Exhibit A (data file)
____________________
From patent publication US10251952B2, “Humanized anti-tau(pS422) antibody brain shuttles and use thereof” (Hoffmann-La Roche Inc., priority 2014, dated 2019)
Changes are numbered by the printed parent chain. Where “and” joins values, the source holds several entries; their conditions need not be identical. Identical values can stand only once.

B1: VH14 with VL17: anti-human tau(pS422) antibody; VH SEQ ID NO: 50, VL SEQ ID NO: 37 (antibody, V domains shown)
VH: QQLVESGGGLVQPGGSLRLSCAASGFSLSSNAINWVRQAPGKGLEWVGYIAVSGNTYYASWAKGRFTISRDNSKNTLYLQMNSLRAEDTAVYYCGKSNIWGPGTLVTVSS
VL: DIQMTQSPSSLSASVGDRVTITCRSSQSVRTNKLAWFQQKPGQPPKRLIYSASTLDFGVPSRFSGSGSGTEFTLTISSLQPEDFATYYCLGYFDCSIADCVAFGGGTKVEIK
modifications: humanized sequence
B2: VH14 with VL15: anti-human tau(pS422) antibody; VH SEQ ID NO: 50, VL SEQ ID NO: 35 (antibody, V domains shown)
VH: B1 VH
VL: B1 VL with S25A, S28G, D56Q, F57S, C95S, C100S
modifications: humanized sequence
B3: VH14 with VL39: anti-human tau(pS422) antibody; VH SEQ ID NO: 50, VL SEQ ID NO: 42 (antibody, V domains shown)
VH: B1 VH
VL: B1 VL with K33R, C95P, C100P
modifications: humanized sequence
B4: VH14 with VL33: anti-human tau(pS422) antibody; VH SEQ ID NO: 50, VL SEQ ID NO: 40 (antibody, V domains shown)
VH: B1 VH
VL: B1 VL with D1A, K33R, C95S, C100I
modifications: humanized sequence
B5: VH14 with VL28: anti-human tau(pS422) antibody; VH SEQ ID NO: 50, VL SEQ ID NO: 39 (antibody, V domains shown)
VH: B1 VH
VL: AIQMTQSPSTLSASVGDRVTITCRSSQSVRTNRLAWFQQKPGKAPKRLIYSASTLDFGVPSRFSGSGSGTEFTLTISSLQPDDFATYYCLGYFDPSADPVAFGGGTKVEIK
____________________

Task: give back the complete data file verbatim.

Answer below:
From patent publication US10251952B2, “Humanized anti-tau(pS422) antibody brain shuttles and use thereof” (Hoffmann-La Roche Inc., priority 2014, dated 2019)
Changes are numbered by the printed parent chain. Where “and” joins values, the source holds several entries; their conditions need not be identical. Identical values can stand only once.

B1: VH14 with VL17: anti-human tau(pS422) antibody; VH SEQ ID NO: 50, VL SEQ ID NO: 37 (antibody, V domains shown)
VH: QQLVESGGGLVQPGGSLRLSCAASGFSLSSNAINWVRQAPGKGLEWVGYIAVSGNTYYASWAKGRFTISRDNSKNTLYLQMNSLRAEDTAVYYCGKSNIWGPGTLVTVSS
VL: DIQMTQSPSSLSASVGDRVTITCRSSQSVRTNKLAWFQQKPGQPPKRLIYSASTLDFGVPSRFSGSGSGTEFTLTISSLQPEDFATYYCLGYFDCSIADCVAFGGGTKVEIK
modifications: humanized sequence
B2: VH14 with VL15: anti-human tau(pS422) antibody; VH SEQ ID NO: 50, VL SEQ ID NO: 35 (antibody, V domains shown)
VH: B1 VH
VL: B1 VL with S25A, S28G, D56Q, F57S, C95S, C100S
modifications: humanized sequence
B3: VH14 with VL39: anti-human tau(pS422) antibody; VH SEQ ID NO: 50, VL SEQ ID NO: 42 (antibody, V domains shown)
VH: B1 VH
VL: B1 VL with K33R, C95P, C100P
modifications: humanized sequence
B4: VH14 with VL33: anti-human tau(pS422) antibody; VH SEQ ID NO: 50, VL SEQ ID NO: 40 (antibody, V domains shown)
VH: B1 VH
VL: B1 VL with D1A, K33R, C95S, C100I
modifications: humanized sequence
B5: VH14 with VL28: anti-human tau(pS422) antibody; VH SEQ ID NO: 50, VL SEQ ID NO: 39 (antibody, V domains shown)
VH: B1 VH
VL: AIQMTQSPSTLSASVGDRVTITCRSSQSVRTNRLAWFQQKPGKAPKRLIYSASTLDFGVPSRFSGSGSGTEFTLTISSLQPDDFATYYCLGYFDPSADPVAFGGGTKVEIK